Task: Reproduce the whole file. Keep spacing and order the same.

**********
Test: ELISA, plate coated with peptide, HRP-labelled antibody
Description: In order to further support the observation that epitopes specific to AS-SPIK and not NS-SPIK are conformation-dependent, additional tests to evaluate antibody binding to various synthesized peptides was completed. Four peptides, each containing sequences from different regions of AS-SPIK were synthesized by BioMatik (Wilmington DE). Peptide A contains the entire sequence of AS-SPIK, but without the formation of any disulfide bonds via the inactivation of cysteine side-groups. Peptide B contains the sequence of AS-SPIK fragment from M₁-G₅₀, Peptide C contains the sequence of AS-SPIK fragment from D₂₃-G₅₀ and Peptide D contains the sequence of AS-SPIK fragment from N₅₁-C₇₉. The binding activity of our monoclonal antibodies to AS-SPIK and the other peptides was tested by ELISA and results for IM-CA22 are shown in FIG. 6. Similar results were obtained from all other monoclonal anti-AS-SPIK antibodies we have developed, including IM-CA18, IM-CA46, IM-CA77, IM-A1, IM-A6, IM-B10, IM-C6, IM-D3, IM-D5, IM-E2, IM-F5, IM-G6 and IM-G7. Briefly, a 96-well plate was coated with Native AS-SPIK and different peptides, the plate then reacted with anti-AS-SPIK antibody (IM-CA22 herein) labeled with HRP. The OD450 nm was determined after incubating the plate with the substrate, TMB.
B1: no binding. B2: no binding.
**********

Test: ELISA, plate coated with peptide, HRP-labelled antibody
Description: In order to further support the observation that epitopes specific to AS-SPIK and not NS-SPIK are conformation-dependent, additional tests to evaluate antibody binding to various synthesized peptides was completed. Four peptides, each containing sequences from different regions of AS-SPIK were synthesized by BioMatik (Wilmington DE). Peptide A contains the entire sequence of AS-SPIK, but without the formation of any disulfide bonds via the inactivation of cysteine side-groups. Peptide B contains the sequence of AS-SPIK fragment from M₁-G₅₀, Peptide C contains the sequence of AS-SPIK fragment from D₂₃-G₅₀ and Peptide D contains the sequence of AS-SPIK fragment from N₅₁-C₇₉. The binding activity of our monoclonal antibodies to AS-SPIK and the other peptides was tested by ELISA and results for IM-CA22 are shown in FIG. 6. Similar results were obtained from all other monoclonal anti-AS-SPIK antibodies we have developed, including IM-CA18, IM-CA46, IM-CA77, IM-A1, IM-A6, IM-B10, IM-C6, IM-D3, IM-D5, IM-E2, IM-F5, IM-G6 and IM-G7. Briefly, a 96-well plate was coated with Native AS-SPIK and different peptides, the plate then reacted with anti-AS-SPIK antibody (IM-CA22 herein) labeled with HRP. The OD450 nm was determined after incubating the plate with the substrate, TMB.
B1: no binding. B2: no binding.